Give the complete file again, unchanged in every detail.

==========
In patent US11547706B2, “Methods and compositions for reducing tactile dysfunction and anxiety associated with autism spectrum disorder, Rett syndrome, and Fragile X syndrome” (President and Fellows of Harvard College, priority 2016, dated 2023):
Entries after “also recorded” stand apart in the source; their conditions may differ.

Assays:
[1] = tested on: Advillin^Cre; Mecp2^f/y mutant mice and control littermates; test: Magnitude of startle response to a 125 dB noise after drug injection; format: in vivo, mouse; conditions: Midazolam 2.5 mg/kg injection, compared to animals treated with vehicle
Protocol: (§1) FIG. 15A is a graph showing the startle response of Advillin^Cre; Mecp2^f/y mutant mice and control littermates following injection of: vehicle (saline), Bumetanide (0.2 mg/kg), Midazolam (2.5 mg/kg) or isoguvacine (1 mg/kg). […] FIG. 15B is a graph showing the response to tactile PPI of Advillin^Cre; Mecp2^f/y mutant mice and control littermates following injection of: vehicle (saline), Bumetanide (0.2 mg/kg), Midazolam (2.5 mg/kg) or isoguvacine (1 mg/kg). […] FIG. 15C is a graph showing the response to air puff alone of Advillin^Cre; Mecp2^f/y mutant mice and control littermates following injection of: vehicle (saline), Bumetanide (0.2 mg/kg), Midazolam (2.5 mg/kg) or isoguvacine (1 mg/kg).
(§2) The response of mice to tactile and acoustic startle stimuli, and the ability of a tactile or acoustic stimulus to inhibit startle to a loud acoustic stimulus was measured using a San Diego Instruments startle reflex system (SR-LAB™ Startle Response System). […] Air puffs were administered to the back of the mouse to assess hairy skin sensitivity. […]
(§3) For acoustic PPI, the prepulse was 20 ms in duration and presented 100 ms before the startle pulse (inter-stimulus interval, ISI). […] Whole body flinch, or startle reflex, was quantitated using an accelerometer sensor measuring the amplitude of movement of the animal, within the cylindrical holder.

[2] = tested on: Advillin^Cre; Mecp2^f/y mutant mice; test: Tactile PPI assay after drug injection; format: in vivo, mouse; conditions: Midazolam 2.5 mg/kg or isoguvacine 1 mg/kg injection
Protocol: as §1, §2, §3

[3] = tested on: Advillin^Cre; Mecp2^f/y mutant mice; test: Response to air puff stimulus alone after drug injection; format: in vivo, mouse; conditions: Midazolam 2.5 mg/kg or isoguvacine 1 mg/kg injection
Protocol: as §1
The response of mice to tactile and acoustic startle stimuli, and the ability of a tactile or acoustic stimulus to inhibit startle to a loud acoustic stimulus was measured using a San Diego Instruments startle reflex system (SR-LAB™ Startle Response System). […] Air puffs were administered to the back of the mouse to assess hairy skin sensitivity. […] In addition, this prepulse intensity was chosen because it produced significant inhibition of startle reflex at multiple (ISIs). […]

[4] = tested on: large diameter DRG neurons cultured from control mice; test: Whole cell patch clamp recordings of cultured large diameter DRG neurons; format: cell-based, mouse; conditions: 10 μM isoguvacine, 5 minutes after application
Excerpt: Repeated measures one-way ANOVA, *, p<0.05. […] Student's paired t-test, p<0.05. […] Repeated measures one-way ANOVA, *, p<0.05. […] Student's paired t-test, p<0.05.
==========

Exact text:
In patent US11547706B2, “Methods and compositions for reducing tactile dysfunction and anxiety associated with autism spectrum disorder, Rett syndrome, and Fragile X syndrome” (President and Fellows of Harvard College, priority 2016, dated 2023):
Entries after “also recorded” stand apart in the source; their conditions may differ.

Assays:
[1] = tested on: Advillin^Cre; Mecp2^f/y mutant mice and control littermates; test: Magnitude of startle response to a 125 dB noise after drug injection; format: in vivo, mouse; conditions: Midazolam 2.5 mg/kg injection, compared to animals treated with vehicle
Protocol: (§1) FIG. 15A is a graph showing the startle response of Advillin^Cre; Mecp2^f/y mutant mice and control littermates following injection of: vehicle (saline), Bumetanide (0.2 mg/kg), Midazolam (2.5 mg/kg) or isoguvacine (1 mg/kg). […] FIG. 15B is a graph showing the response to tactile PPI of Advillin^Cre; Mecp2^f/y mutant mice and control littermates following injection of: vehicle (saline), Bumetanide (0.2 mg/kg), Midazolam (2.5 mg/kg) or isoguvacine (1 mg/kg). […] FIG. 15C is a graph showing the response to air puff alone of Advillin^Cre; Mecp2^f/y mutant mice and control littermates following injection of: vehicle (saline), Bumetanide (0.2 mg/kg), Midazolam (2.5 mg/kg) or isoguvacine (1 mg/kg).
(§2) The response of mice to tactile and acoustic startle stimuli, and the ability of a tactile or acoustic stimulus to inhibit startle to a loud acoustic stimulus was measured using a San Diego Instruments startle reflex system (SR-LAB™ Startle Response System). […] Air puffs were administered to the back of the mouse to assess hairy skin sensitivity. […]
(§3) For acoustic PPI, the prepulse was 20 ms in duration and presented 100 ms before the startle pulse (inter-stimulus interval, ISI). […] Whole body flinch, or startle reflex, was quantitated using an accelerometer sensor measuring the amplitude of movement of the animal, within the cylindrical holder.

[2] = tested on: Advillin^Cre; Mecp2^f/y mutant mice; test: Tactile PPI assay after drug injection; format: in vivo, mouse; conditions: Midazolam 2.5 mg/kg or isoguvacine 1 mg/kg injection
Protocol: as §1, §2, §3

[3] = tested on: Advillin^Cre; Mecp2^f/y mutant mice; test: Response to air puff stimulus alone after drug injection; format: in vivo, mouse; conditions: Midazolam 2.5 mg/kg or isoguvacine 1 mg/kg injection
Protocol: as §1
The response of mice to tactile and acoustic startle stimuli, and the ability of a tactile or acoustic stimulus to inhibit startle to a loud acoustic stimulus was measured using a San Diego Instruments startle reflex system (SR-LAB™ Startle Response System). […] Air puffs were administered to the back of the mouse to assess hairy skin sensitivity. […] In addition, this prepulse intensity was chosen because it produced significant inhibition of startle reflex at multiple (ISIs). […]

[4] = tested on: large diameter DRG neurons cultured from control mice; test: Whole cell patch clamp recordings of cultured large diameter DRG neurons; format: cell-based, mouse; conditions: 10 μM isoguvacine, 5 minutes after application
Excerpt: Repeated measures one-way ANOVA, *, p<0.05. […] Student's paired t-test, p<0.05. […] Repeated measures one-way ANOVA, *, p<0.05. […] Student's paired t-test, p<0.05.